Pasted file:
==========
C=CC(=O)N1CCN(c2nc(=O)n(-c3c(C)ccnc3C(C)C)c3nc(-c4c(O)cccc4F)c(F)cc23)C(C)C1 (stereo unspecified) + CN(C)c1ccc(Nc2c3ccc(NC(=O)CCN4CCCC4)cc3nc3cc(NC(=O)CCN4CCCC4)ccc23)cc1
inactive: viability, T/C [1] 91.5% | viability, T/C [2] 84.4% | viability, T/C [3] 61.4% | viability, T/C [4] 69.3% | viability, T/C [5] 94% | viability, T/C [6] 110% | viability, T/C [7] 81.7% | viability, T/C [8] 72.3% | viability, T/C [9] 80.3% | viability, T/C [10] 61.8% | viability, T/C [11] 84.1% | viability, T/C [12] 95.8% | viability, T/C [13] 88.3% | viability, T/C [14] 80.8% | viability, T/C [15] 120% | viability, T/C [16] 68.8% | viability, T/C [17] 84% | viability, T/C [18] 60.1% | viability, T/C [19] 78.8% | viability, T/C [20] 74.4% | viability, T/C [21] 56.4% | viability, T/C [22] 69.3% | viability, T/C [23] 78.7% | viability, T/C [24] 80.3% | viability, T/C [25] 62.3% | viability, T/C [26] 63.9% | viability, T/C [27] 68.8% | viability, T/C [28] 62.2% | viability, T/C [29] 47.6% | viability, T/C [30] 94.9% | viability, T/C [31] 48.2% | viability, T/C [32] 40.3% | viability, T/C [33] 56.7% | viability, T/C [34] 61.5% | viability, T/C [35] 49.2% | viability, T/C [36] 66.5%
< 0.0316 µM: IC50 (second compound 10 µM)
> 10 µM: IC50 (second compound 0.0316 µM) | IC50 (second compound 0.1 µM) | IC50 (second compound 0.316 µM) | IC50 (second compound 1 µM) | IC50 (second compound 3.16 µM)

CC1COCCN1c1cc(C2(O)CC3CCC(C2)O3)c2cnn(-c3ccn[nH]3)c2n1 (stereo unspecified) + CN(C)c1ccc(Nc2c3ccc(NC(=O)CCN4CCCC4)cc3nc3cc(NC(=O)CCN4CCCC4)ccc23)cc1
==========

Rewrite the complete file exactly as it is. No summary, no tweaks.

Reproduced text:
C=CC(=O)N1CCN(c2nc(=O)n(-c3c(C)ccnc3C(C)C)c3nc(-c4c(O)cccc4F)c(F)cc23)C(C)C1 (stereo unspecified) + CN(C)c1ccc(Nc2c3ccc(NC(=O)CCN4CCCC4)cc3nc3cc(NC(=O)CCN4CCCC4)ccc23)cc1
inactive: viability, T/C [1] 91.5% | viability, T/C [2] 84.4% | viability, T/C [3] 61.4% | viability, T/C [4] 69.3% | viability, T/C [5] 94% | viability, T/C [6] 110% | viability, T/C [7] 81.7% | viability, T/C [8] 72.3% | viability, T/C [9] 80.3% | viability, T/C [10] 61.8% | viability, T/C [11] 84.1% | viability, T/C [12] 95.8% | viability, T/C [13] 88.3% | viability, T/C [14] 80.8% | viability, T/C [15] 120% | viability, T/C [16] 68.8% | viability, T/C [17] 84% | viability, T/C [18] 60.1% | viability, T/C [19] 78.8% | viability, T/C [20] 74.4% | viability, T/C [21] 56.4% | viability, T/C [22] 69.3% | viability, T/C [23] 78.7% | viability, T/C [24] 80.3% | viability, T/C [25] 62.3% | viability, T/C [26] 63.9% | viability, T/C [27] 68.8% | viability, T/C [28] 62.2% | viability, T/C [29] 47.6% | viability, T/C [30] 94.9% | viability, T/C [31] 48.2% | viability, T/C [32] 40.3% | viability, T/C [33] 56.7% | viability, T/C [34] 61.5% | viability, T/C [35] 49.2% | viability, T/C [36] 66.5%
< 0.0316 µM: IC50 (second compound 10 µM)
> 10 µM: IC50 (second compound 0.0316 µM) | IC50 (second compound 0.1 µM) | IC50 (second compound 0.316 µM) | IC50 (second compound 1 µM) | IC50 (second compound 3.16 µM)

CC1COCCN1c1cc(C2(O)CC3CCC(C2)O3)c2cnn(-c3ccn[nH]3)c2n1 (stereo unspecified) + CN(C)c1ccc(Nc2c3ccc(NC(=O)CCN4CCCC4)cc3nc3cc(NC(=O)CCN4CCCC4)ccc23)cc1